Earlier this month the Pakistani ambassador to the
United Nations, chafing over a U.S. plan to salvage the discredited
Human Rights Commission, exemplified why the very idea of U.N.
reform looks more and more like a gothic fantasy. The ambassador
was indignant at the notion that states under U.N. sanction for
rights abuses should be kept off a newly created Human Rights
Council. "The presumption that a country is a violator of human
rights is very subjective," complained Munir Akram. "If you want to
create criteria...that exclude certain countries, why not those
that don't support trade liberalization or that don't implement
foreign aid targets? The knife cuts both ways."
Apologists for repressive governments, of course, love to talk this way: Farm subsidies are the moral equivalent of women being brutalized by militias in Congo or sold into sexual slavery in Cambodia. Or, in the case of Pakistan, of religious minorities being jailed and assaulted for allegedly violating blasphemy laws. In other words, no nation's political culture is better or worse than any other's.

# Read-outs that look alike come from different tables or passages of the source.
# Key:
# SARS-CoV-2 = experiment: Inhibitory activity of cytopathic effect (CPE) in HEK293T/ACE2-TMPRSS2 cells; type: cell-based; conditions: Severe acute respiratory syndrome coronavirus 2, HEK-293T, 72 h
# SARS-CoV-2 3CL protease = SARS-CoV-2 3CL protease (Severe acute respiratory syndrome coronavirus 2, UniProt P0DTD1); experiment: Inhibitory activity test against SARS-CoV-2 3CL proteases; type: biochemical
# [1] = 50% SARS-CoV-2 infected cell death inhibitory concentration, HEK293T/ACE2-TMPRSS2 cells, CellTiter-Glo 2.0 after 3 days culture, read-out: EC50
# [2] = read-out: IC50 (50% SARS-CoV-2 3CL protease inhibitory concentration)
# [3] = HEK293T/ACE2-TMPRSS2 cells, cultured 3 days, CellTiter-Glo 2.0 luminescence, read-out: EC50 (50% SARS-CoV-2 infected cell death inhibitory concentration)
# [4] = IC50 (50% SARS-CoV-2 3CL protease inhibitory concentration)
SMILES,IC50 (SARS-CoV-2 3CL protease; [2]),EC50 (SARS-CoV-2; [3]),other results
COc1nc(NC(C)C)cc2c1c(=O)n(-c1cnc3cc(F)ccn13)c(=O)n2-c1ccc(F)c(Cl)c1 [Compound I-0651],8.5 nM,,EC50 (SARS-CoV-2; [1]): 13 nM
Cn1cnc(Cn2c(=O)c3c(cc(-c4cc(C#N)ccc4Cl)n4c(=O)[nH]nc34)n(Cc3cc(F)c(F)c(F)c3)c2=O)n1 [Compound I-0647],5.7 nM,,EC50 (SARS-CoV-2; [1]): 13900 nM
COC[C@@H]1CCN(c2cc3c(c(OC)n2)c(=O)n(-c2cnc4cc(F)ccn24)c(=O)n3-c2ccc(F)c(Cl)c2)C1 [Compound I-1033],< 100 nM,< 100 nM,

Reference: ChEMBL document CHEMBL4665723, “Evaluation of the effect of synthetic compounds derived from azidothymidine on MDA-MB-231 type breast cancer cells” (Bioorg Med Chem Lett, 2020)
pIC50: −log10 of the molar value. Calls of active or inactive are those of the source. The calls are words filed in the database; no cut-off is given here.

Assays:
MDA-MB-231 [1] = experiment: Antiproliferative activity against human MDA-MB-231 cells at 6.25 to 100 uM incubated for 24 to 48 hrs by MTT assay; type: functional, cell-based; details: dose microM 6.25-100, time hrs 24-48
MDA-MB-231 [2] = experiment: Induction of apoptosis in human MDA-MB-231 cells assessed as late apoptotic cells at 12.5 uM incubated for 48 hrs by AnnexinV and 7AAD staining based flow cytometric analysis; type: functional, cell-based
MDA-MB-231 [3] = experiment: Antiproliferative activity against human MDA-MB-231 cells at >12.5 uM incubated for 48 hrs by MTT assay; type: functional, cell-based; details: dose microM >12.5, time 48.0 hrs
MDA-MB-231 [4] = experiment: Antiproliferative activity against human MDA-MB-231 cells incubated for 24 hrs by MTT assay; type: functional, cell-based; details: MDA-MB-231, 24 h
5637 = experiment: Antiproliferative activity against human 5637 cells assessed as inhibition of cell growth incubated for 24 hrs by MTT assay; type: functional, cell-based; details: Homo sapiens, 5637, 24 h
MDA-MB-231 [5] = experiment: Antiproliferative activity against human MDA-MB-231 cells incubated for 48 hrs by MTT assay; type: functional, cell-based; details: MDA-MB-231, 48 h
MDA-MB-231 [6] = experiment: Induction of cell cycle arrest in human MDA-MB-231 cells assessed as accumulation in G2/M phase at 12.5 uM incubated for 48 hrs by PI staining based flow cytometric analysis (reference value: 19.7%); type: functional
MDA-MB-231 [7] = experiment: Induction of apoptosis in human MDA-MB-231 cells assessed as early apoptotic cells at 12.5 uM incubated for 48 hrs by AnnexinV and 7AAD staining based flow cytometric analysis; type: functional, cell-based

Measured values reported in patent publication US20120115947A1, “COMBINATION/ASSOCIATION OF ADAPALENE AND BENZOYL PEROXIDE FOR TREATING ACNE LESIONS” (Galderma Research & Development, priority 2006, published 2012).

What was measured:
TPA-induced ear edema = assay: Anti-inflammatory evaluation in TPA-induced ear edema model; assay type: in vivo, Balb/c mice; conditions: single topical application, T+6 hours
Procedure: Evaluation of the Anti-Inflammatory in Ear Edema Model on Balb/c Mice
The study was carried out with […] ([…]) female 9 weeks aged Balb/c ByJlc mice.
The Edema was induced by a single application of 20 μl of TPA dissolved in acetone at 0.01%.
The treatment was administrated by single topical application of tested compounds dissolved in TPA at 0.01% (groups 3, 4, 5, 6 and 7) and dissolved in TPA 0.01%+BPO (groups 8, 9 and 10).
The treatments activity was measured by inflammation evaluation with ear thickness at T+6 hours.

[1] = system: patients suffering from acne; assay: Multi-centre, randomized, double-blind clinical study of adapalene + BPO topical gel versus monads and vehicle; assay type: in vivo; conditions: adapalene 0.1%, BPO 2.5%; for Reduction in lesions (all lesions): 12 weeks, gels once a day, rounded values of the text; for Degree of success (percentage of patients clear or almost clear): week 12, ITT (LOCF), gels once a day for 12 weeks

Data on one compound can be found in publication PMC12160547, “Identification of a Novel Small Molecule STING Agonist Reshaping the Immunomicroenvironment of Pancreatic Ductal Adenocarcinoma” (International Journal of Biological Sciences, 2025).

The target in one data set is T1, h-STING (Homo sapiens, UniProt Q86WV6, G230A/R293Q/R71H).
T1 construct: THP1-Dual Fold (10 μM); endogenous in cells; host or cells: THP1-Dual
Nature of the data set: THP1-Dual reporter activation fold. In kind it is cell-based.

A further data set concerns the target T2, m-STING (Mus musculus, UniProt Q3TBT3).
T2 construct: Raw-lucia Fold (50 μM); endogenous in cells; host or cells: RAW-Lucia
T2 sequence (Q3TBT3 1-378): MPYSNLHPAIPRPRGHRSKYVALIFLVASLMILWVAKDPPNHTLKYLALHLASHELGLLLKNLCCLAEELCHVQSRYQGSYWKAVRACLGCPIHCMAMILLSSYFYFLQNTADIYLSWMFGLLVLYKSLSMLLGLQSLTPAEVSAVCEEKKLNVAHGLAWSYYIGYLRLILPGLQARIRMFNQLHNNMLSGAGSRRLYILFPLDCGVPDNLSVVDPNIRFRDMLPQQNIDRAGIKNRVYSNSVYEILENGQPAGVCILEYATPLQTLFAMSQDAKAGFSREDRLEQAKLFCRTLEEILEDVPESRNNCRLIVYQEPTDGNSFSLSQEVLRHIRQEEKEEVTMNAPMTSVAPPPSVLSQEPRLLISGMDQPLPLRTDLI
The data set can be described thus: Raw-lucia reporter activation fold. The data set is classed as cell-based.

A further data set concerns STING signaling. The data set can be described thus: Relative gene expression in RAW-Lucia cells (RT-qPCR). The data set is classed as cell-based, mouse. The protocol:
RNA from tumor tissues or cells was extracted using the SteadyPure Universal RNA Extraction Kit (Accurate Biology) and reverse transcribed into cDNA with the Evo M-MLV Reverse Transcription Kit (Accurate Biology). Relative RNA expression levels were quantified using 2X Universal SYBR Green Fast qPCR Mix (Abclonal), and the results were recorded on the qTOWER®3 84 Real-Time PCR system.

It is not just problematic regimes that debase the concept of human rights with this kind of evasion. This is the logic of multiculturalism, an ethos that infects the United Nations from top to bottom. Echoed endlessly in U.N. reports and resolutions, this ethos has helped create a deep-seated cynicism about the nature of human rights. More than any other factor, it threatens to derail the current effort to reform the Human Rights Commission before its March meeting in Geneva.